students with red nose

Students at Chicago Heights School District 170’s Kennedy School recently celebrated Red Nose Day in concert with others all across the world to help those in need.

Red Nose Day started in the United Kingdom in 1988 as part of an initiative by Comic Relief, a non- profit organization that uses comedy to raise money for disadvantaged people, particularly to help children living in poverty. Since its inception, Red Nose Day has raised more than $1 billion globally.

Red Nose Day was launched in the U.S. in 2015 and has since raised $60 million to benefit children and young people in all 50 states, as well as 25 countries.

Kennedy School Students celebrated Red Nose Day with the help of Barbara McCulley, (former principal of Grant School) who organized the activity. First graders from Mrs. Callie Dornhecker's class and fourth graders from Mrs. Angela Foushi's class enjoyed wearing red noses and relished the opportunity to teach others about children in poverty and how to make a difference by helping others.

"This was a special day!" Foushi said. "The students have seen the Red Noses on television and had a chance to be 'celebrities' for the day. It was a great teaching moment about the realities of children in need."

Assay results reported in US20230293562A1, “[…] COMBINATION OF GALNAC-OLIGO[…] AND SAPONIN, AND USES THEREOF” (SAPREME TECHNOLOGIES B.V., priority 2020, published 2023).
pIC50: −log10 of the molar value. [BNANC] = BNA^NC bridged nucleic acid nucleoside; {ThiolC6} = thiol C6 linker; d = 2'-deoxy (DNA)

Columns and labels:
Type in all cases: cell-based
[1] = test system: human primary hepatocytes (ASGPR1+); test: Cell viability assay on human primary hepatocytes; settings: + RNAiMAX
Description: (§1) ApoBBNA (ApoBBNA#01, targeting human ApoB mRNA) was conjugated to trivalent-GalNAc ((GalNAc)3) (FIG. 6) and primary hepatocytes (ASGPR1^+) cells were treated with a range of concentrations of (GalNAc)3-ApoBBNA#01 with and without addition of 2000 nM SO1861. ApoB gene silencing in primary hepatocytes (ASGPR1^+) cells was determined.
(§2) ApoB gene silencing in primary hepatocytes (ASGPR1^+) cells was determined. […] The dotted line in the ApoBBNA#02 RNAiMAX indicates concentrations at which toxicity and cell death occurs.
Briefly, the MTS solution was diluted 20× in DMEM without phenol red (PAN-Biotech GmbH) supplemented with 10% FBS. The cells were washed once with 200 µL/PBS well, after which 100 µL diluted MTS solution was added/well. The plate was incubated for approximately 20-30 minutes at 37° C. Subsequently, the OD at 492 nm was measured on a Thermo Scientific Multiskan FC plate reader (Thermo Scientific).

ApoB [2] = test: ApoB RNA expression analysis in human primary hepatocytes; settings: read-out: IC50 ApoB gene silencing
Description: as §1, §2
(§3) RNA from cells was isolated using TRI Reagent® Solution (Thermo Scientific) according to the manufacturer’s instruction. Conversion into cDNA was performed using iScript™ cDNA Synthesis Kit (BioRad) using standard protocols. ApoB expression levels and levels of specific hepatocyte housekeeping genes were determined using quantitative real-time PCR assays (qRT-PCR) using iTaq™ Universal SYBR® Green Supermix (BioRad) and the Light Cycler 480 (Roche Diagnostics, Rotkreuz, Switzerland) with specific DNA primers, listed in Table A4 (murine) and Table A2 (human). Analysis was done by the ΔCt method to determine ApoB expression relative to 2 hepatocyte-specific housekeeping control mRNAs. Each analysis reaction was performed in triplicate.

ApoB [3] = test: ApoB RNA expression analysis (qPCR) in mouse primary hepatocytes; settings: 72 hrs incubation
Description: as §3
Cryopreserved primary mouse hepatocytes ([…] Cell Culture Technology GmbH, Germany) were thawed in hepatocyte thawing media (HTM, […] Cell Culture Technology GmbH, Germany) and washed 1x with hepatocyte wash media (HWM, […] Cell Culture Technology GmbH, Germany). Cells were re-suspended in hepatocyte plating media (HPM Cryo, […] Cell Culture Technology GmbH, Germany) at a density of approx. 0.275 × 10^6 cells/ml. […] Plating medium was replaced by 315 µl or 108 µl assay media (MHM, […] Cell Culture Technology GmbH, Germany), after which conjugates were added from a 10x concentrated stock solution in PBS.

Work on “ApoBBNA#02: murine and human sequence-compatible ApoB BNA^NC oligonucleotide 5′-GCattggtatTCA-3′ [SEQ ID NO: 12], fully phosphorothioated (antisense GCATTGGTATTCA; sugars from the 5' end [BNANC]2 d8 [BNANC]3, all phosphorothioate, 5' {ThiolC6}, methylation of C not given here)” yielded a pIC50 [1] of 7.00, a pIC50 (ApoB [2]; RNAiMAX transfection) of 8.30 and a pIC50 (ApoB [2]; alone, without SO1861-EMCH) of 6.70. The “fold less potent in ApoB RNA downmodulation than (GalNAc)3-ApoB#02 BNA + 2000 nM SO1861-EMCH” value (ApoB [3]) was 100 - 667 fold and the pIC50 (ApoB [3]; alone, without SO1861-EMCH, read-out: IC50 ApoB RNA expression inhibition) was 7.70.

In addition to Red Nose Day, the fourth graders at Kennedy have spent the year participating in several service projects. They have supported children in Haiti and Uganda, participated in service projects for Wounded Warriors, conducted a toy drive, and raised $500.00 for the Leukemia Foundation.

"This was a wonderful way to end the school year,” Foushi noted. “The lessons learned in taking part in activities that help those in need will stay with our students for the rest of their lives."

McCulley explained her affiliation with Red Nose Day in this way: "Red Nose Day is sponsored by Walgreen's and supports hunger funds for children. My grandchildren and I always donate each year, and have had other friends and family join us for donations."

"This year, I donated to my daughter Lana's class at Jefferson School, and to my grandson John's class at Kennedy School and, since Mrs. Foushi is such a caring teacher who encourages her students to care and think about other, we included her class," she concluded.